The Other Catholic Higher Education
Since most Catholic colleges won't do their job, bring the faith to secular schools.


There are about 225 Catholic colleges and universities listed in The Official Catholic Directory. More than a hundred others have gone out of business over the last generation. I am confident that scores more will disappear — close their doors, merge, or officially declare themselves to be secular — over the next couple of decades. And even among today’s 225 institutions, most are no more than nominally Catholic. That will not change in the coming years.

This remarkable institutional meltdown is mightily affecting the Church. At precisely the time of life when young people are shedding their childlike faith and need to develop a mature, more critical, but more profound adult commitment, they leave home and encounter a brave new world of ideas and experiences untethered to Catholicism.

The meltdown also affects America. The intellectual formation of the nation’s 65 million Catholics has a profound influence on our culture and our politics. It is therefore worth asking: What happened to America’s Catholic colleges and universities? And what’s next?

Is it a simple case of supply contracting to match a shrinking demand? Not really. In this case, there has been a more complex, and largely reverse, dialectic. The reason is that demand for this particular good — a genuine Catholic education — must be stimulated by suppliers, in league with other Catholic authority figures. Unlike food and clothing and health care, this product satisfies no natural need. Nor does it respond to some culturally contingent requirement, as do cell phones or a bachelor’s degree from some — any — accredited institution. A genuine Catholic education is more like an orchid: Both its beauty and people’s appreciation of it must be assiduously cultivated. So when the supply of Catholic education plummeted in the late 1960s, so did demand. Many suppliers went out of business. That further decreased demand, so more suppliers quit. Four decades of this, and production of genuine Catholic education is a now a fringe, boutique enterprise.

It didn’t have to happen. America’s Catholic higher-education complex should have taken off when the baby boomers came of age. There were already hundreds of schools, and the mid-1960s brought a teeming cohort of potential patrons. Moreover, unlike most of their parents, these boomers were destined for college. Tragically, instead of reaping the reward of this bounty, the colleges began to shed their Catholic character — for a mix of reasons, good, misguided but understandable, and just plain bad.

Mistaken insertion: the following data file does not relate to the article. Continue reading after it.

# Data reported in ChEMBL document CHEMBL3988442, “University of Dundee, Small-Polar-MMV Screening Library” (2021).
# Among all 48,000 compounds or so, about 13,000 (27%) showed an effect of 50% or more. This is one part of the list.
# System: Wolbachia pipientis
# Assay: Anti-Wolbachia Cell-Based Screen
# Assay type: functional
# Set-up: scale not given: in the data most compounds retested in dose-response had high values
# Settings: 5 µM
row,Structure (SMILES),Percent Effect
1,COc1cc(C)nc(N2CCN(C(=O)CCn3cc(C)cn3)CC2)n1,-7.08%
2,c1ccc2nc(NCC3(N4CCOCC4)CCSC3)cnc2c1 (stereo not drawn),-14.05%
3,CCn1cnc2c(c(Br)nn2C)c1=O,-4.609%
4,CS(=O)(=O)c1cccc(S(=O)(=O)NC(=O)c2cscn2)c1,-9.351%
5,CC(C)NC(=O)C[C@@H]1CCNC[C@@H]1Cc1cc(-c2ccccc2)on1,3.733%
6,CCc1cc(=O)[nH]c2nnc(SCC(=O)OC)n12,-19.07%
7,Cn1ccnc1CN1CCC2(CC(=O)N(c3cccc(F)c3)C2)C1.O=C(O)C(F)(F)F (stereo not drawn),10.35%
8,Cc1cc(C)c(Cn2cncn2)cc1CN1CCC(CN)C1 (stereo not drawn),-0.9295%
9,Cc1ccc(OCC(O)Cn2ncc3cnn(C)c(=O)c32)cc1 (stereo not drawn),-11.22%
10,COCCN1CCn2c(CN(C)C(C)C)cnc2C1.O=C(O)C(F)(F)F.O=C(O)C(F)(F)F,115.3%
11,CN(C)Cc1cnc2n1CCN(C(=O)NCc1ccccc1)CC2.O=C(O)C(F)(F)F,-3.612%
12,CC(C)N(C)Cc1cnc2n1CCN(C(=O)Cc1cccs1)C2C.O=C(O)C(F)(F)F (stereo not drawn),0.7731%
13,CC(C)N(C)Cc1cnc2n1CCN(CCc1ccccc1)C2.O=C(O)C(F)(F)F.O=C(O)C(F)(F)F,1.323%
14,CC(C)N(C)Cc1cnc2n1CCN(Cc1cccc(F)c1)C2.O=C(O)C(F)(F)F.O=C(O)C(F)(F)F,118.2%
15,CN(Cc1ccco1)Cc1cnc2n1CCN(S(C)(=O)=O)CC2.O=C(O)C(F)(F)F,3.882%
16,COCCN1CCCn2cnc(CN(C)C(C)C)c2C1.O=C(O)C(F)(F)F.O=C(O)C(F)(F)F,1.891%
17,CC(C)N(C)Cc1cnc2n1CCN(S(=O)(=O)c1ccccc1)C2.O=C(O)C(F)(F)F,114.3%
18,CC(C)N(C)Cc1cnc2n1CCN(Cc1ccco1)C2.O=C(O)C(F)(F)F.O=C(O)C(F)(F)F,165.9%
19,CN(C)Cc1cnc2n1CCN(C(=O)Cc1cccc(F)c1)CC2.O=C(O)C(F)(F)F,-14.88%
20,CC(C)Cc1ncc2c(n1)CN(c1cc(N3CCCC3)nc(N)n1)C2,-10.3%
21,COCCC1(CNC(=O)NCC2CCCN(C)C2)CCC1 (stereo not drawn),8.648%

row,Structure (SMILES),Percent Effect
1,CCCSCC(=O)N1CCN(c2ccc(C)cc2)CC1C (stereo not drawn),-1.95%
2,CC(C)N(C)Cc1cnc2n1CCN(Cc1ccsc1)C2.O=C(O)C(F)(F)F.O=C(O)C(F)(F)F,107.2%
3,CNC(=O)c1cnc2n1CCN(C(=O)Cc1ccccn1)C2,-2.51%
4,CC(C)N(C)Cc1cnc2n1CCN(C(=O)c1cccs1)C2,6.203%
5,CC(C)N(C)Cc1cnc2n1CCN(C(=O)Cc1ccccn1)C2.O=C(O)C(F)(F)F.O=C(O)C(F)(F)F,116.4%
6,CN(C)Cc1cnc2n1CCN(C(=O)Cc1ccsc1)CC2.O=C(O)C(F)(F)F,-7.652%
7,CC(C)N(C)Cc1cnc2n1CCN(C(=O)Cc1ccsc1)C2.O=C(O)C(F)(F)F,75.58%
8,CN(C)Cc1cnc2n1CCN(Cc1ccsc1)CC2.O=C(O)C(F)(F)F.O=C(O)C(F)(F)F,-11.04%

One good reason has to do with the fact that dozens of these colleges were little more than finishing schools for better-off Catholic girls. Given that many of the top colleges, Catholic and not, were still male-only, and that these girls were mostly destined by cultural fate to be homemakers, the decent liberal education they received was perhaps suited to them. But when women began to look at college the way men do, and when they became admissible at all the best schools, it was lights out for the finishing schools. Some tried to adapt to the new ethos; few succeeded.

A misguided but understandable reason was money. In the late 1960s, many Catholic schools rapidly secularized for fear that the government money they thought they needed (in the form of scholarships and other grants) would be denied to “sectarian” institutions. The Supreme Court laid this fear to rest in decisions announced in the mid-1970s, but by then the schools were pretty far gone. Another misguided reason was faulty theology. Jesuit colleges in particular were captured by an alleged “spirit of Vatican II.” This wind blew them to the belief that a true Catholic education was one immersed in the nitty-gritty of contemporary thought and praxis. But since the contemporary world was largely pagan, so was the effect upon the colleges.

A just plain bad reason was rejection of the Catholic faith. Catholic intellectuals (among other Catholics) rebelled against the truths of Catholicism beginning in the 1960s. Many declared themselves no longer Catholic; others settled into permanent dissent. The ones in charge of colleges took their institutions with them.

The vast majority of America’s Catholic colleges and universities today are small, academically undistinguished, and struggling to make ends meet. They subsist — barely — on tuition income. They no longer have a market to themselves. Instead they compete with the whole array of private colleges and cheaper — much cheaper — public ones. They are losing ground. Today few college-age Catholics wish to be formed intellectually according to the truths of the faith. Few wish to be intellectually formed at all. They attend college for the same reason most kids do: to get a degree that will help them get a better job. How many 18-year-olds really understand the great intrinsic (that is, non-instrumental) value of a liberal education? How many grasp the sublime value of a distinctively Catholic liberal education?